How to Fix the “There Has Been a Critical Error on Your Website” Error in WordPress

how to fix the there has been a critical error on your website error in wordpress

In this blog post, we are going to explain a few steps that need to be taken for fixing the most common WordPress error “There has Been a Critical Error on your Website”.

This error is known in the recent versions of WordPress, more precisely from WordPress 5.4 to the latest WordPress 5.7. Before this message, WordPress was only displaying the white screen known as the white screen of death (WSoD). In the next paragraphs, we are going to show you what may be the cause of this and the possible solutions.

Let’s get started, and make your WordPress up and running!

The Cause of the Error

The message “There Has Been a Critical Error on Your Website” clearly says that some error is causing problems for the website to be accessible in the browser. There may be multiple reasons for this, such as plugins, themes, updates, PHP versions, changes in the document root of the website, memory consumption and etc. We can not know what could be the problem immediately but if we investigate in more detail we can detect the issue and get familiar with it. Once, the issue is detected it is easier to be fixed or reported to the development team or your hosting provider if it is server-related.

Updated PHP Version

When we are updating the PHP version, we do that for better security of the WordPress website and for compatibility of the new plugins or themes installed. But, if we get the error “There has Been a Critical Error on your Website” it is obviously due to the updated PHP version. Just revert the old PHP version via your control panel or remove it and install the old version if you do not have a control panel on your server. Please note, that sometimes an outdated PHP version can break the website. In this case, you need to update the PHP version in order to solve the issue.

New Theme Installed

Sometimes the new Theme can break the website because it may be incompatible with the version of your WordPress or with some plugins. To revert the old theme you can access your WordPress admin dashboard and go to Appereances —> Themes.If this did not help it is best next time before you install a new theme to make a backup of the document root of the website along with the MySQL database dump.

Plugin Issues

Sometimes the plugins can cause this error because it is more likely to install a new plugin than a theme or something else. There are a lot of WordPress plugins available in the plugins section and if you do not read the documentation about the plugin if it is compatible or not with your WordPress version or your theme the installation may be fatal and break your website. After the installation of the plugin, if the website is broken you can simply rename the plugin name to plugin.backup on your server directly, and refresh the page. This way the plugin is disabled and you can access your WordPress admin to remove it. Please note, if there is some broken plugin you will not be able to access the WordPress admin dashboard, and that is why you need to rename the plugin manually on your server or via FTP.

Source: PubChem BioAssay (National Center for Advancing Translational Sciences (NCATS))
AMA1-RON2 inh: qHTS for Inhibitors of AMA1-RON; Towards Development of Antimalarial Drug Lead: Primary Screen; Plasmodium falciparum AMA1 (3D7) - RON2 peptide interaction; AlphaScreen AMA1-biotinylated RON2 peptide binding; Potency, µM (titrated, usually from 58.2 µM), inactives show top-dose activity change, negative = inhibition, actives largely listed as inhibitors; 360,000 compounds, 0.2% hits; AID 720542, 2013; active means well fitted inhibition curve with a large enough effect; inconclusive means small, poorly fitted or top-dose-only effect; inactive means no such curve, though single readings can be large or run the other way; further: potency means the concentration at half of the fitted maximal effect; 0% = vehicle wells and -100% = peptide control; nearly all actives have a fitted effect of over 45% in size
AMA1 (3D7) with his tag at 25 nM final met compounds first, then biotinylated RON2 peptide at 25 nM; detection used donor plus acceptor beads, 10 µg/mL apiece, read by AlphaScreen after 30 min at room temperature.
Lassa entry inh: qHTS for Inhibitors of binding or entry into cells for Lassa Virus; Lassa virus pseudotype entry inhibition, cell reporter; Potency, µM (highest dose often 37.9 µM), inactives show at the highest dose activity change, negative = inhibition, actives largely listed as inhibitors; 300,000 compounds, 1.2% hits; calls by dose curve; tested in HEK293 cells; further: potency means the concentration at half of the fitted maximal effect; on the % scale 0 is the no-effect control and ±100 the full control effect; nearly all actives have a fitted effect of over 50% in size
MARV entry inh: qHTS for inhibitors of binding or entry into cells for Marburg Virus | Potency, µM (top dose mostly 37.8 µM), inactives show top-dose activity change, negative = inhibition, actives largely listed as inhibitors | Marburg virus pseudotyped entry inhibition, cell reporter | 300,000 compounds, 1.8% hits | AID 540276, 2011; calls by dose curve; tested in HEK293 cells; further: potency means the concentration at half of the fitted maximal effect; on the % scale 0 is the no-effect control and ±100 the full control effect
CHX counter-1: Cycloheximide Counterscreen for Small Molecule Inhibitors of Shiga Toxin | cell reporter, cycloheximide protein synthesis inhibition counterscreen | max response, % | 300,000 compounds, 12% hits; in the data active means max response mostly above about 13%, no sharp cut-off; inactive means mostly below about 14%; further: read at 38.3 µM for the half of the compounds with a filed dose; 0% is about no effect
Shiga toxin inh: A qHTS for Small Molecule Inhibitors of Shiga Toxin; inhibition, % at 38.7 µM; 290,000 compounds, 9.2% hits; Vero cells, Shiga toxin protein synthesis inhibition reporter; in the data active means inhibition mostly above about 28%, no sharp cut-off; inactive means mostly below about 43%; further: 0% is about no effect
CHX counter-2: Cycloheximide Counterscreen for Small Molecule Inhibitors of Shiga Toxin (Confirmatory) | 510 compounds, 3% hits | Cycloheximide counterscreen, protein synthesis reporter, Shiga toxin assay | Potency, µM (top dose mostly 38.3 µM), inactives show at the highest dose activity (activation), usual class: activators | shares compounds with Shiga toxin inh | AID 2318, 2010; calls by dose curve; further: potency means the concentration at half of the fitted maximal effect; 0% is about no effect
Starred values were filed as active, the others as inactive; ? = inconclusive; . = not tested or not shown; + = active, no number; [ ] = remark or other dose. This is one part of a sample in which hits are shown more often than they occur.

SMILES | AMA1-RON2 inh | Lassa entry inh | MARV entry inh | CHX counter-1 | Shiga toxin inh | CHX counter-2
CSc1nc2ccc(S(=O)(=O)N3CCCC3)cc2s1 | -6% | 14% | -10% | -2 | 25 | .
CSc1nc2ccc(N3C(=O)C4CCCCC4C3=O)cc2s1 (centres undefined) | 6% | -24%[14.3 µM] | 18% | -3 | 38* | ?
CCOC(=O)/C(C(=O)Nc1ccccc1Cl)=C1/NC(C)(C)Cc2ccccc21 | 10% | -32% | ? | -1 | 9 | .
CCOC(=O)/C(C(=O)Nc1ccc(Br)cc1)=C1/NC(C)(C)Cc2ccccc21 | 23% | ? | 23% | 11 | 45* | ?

Memory Limit

WordPress has a limit on how much of the memory can be used by any PHP script. If this limit exceeds then there will be the white screen with the error message we are talking about in this post.The PHP memory limit can be increased in the php.ini file or directly in the wp-config.php file located in the document root of the WordPress website. If you have a control panel on your server then, the PHP memory limit can be increased very easily through the panel GUI without modifying the files on the server.

Malware

The malicious codes and scripts can be injected if you are using older PHP versions, or outdated plugins or themes. Removing the malicious codes and scripts is not a very easy task, and sometimes with deleting the malicious scripts can be removed some WordPress core files which can cause different problems. For this, it is best to contact your hosting provider if you have fully managed VPS support included in your services.

Enable Debug Mode

In the previous paragraphs was explained what may be the possible reason causing the error “There has Been a Critical Error on your Website”, but in this paragraph, we are going to tell you how to find easily the right reason for this. You should consider enabling the debug mode in WordPress as an option. With enabled debug mode you will see the exact PHP errors that will appear in the browser. To enable the debug mode open the wp-config.php:

sudo nano wp-config.php

And paste the following lines of code at the end of the file.

define( 'WP_DEBUG', true );

define( 'WP_DEBUG_DISPLAY', true );

define( 'WP_DEBUG_LOG', true );

Once, the debug mode and debug log are enabled you can easily debug the issue.

Of course, you don’t have to fix the “There has Been a Critical Error on your Website”. If you use one of our Managed VPS Hosting services, you can simply ask our expert Linux admins to fix this issue for you. They are available 24/7 and will take care of your request as soon as possible.

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